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ARP COBRA Subsidy

The most significant benefits-related provision in ARP creates a federal subsidy that will cover 100% of COBRA premiums for certain Qualified Beneficiaries (QBs) who have federal or state continuation of coverage rights following an involuntary termination of employment or reduction in hours. The QBs will pay nothing. The employer will pay the full premium due to the carrier or cover QBs at no cost on a self-insured plan. Employers will then recover the premiums through a payroll tax credit. There are also significant new notice requirements.

Individuals who previously experienced an involuntary termination, or reduction in hours, but did not elect COBRA, or those who elected and have subsequently dropped COBRA coverage, and who are still within their COBRA maximum coverage period, must be given a second chance to elect COBRA to take advantage of the subsidy. If such individuals elect COBRA coverage within 60 days of being notified of the subsidy opportunity, coverage would be provided prospectively from the second election date, not retroactively to the original COBRA event date. There could be a lapse in coverage between the original COBRA event and the new special second election. Employers cannot force the QB to pay back premiums to take advantage of this second election opportunity. In no case is an individual eligible for more than the COBRA maximum coverage period measured from the original event date.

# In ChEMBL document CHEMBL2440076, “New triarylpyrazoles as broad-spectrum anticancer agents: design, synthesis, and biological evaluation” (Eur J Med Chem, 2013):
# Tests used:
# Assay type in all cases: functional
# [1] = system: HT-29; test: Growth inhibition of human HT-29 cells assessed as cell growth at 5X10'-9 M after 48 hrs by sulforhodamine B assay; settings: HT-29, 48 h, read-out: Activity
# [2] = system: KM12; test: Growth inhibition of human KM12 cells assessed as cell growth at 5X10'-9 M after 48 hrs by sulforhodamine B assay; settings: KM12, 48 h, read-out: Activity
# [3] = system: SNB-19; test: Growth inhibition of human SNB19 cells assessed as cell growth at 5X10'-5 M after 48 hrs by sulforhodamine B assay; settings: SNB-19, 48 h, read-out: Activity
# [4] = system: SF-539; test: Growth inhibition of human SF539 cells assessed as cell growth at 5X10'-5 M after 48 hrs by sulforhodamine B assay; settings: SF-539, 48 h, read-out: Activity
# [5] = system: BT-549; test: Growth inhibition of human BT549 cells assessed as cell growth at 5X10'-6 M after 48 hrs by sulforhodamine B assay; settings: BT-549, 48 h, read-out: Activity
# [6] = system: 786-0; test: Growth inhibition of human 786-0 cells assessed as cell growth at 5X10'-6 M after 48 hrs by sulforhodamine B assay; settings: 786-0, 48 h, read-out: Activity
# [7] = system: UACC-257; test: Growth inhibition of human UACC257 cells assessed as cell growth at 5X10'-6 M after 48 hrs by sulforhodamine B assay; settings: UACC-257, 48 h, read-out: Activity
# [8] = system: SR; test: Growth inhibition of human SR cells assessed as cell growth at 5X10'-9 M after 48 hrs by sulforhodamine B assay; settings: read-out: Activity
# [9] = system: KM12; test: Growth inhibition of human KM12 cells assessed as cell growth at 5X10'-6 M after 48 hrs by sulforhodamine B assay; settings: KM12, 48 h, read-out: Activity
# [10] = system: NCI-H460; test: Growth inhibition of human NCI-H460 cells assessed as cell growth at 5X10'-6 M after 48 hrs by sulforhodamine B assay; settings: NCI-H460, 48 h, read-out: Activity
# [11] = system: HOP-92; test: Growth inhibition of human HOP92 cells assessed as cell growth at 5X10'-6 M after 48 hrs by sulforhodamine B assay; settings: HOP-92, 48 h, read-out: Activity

Individuals who previously experienced an involuntary termination, or reduction in hours, but did not elect COBRA, or those who elected and have subsequently dropped COBRA coverage, and who are still within their COBRA maximum coverage period, must be given a second chance to elect COBRA to take advantage of the subsidy. If such individuals elect COBRA coverage within 60 days of being notified of the subsidy opportunity, coverage would be provided prospectively from the second election date, not retroactively to the original COBRA event date. There could be a lapse in coverage between the original COBRA event and the new special second election. Employers cannot force the QB to pay back premiums to take advantage of this second election opportunity. In no case is an individual eligible for more than the COBRA maximum coverage period measured from the original event date.
Employers will recover premiums not paid by COBRA QBs through a payroll tax credit, similar to the manner in which employers recovered mandatory Families First Coronavirus Response Act (FFCRA) paid leave costs. If the tax credit exceeds the amount of payroll taxes due for a particular period, the employer can apply for a refundable tax credit. In most cases, however, the employer will have more payroll taxes due for any particular period than the amount of credit they can claim for lost COBRA premiums.
Existing COBRA election notices will need to be updated or supplemented with new language describing the subsidy. The rules include specific information that will need to be included in all COBRA election notices. There is also a new special notice that employers must send to any individuals who experienced a COBRA event due to an involuntary termination or reduction in hours and who are still within their 18-month maximum COBRA period. This notice informs these individuals of their right for a second chance at electing COBRA coverage. The special notice must be sent to eligible individuals no later than May 31, 2021 (60 days after the date the subsidy goes into effect). Additionally, a notice must be sent to anyone receiving the subsidy informing them when the subsidy is about to end. This notice must be sent between 15 – 45 days prior to the expiration of the subsidy.

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